Property tax issue leaves tangled mess
As the silly season of this election cycle begins in earnest, many Hoosiers concerned about property tax relief may be wondering if members of the General Assembly have taken leave of their senses.
For weeks at the beginning of this legislative session, there seemed to be agreement regarding the gravity of the property tax crisis, and both parties seemed interested in finding an amicable solution. Leaders of both parties were quick to find merit in various portions of Gov. Mitch Daniels' property tax reform proposal.
But recently the rhetoric and posturing have become more combative. Disagreements over portions of the two major versions of the tax bills have become more intense. While some may chalk this up to old-fashioned political bickering, there is a theory about how we got to this juncture offered by a rather monkish, combative property tax activist to whom we will refer as Brother Phinias the Fair from the fictitious world of Camelot.
This plausible theory, discerned from the quiet conversations among the monks and sages toiling in the carrels near our Capitol, holds that back in the dog days of summer, when property tax activists were taking to the streets of our capital almost weekly, an "Agreement of Nonaggression" was drawn up by behind-the-scenes activists supporting both Democratic incumbent Mayor Bart Peterson and Republican Gov. Daniels.
The theoretical Agreement of Nonaggression held that Republican regulars in Marion would basically sit out the mayor's race during the 2007 election cycle, leaving the political neophyte Republican challenger, Greg Ballard, with very little in terms of manpower, name identification and campaign contributions.
In appreciation for this lack of support and enthusiasm to unseat the popular incumbent Peterson, the Democrats were willing to put up token opposition to Daniels when he seeks re-election in November.
Unfortunately, this Agreement of Nonaggression did not contain a clause to accommodate the "Law of Unintended Consequences" resulting from a groundswell of anger throughout the state generated by an across-the-board 24 per cent increase in property taxes.
This anger lit a fuse among neighborhood activists throughout Indianapolis. Through rallies in churches, street demonstrations and public hearings, the anger grew — and the unknown Ballard in a matter of weeks was propelled into being the poster child for the property tax repeal movement, which continues to grow in Circle City.
When the powder keg exploded with the unexpected election of Ballard as mayor of Indianapolis, the Agreement of Nonaggression apparently went up in flames with everything else. The Democrats were taken aback that their young, fresh-faced, has-been mayor could become a casualty of the property tax war being waged across the state.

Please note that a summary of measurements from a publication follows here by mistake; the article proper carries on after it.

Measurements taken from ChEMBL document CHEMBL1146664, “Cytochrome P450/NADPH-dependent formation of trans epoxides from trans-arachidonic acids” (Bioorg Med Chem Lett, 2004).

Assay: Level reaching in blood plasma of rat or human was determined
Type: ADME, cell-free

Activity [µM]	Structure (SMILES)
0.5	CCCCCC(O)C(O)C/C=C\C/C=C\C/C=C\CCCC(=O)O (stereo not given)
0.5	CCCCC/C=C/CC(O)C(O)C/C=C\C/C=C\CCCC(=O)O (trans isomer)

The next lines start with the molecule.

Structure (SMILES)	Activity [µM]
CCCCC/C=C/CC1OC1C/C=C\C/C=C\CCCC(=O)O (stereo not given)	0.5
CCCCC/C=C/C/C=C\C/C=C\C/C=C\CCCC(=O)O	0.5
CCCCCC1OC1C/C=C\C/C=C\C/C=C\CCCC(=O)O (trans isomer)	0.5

Now they feel under no obligation to do anything to help Daniels, and whatever tax legislation is ultimately passed will bear only vestigial resemblance to the plan originally offered by the governor — other than the portion raising the sales tax to 7 cents on the dollar. This will place Daniels in the unenviable position of having to run for re-election after having presided over two enormous tax increases in three years — something no incumbent Republican ever wants to do.
The more recent abridged thinking seems to be that the Democrats can actually defeat Daniels in November, retain control of the Indiana House and pick up Senate seats, thereby placing them in a stronger position next year to finish the tax reform work left undone in this session of the General Assembly.
Brother Phinias the Fair looks out over the political landscape and sees little but trench warfare in the coming months. He has been warning of a "perfect political tsunami" that may be about to hit in Indianapolis, with residents receiving three enormous tax bills in the coming months, one to make up for the money owed from last year's increases that went unpaid in lieu of the Marion County reassessment and two installments for the coming year's obligations.
Elsewhere, there are warnings of "a long hot summer" in Indianapolis.
How this will play out in the November elections is anybody's guess, but I would be more willing to bet on the outcome being determined by the Law of Unintended Consequences rather than a bipartisan gentlemen's agreement between political adversaries any day.
David Coker is president of the Vanderburgh County Taxpayers Association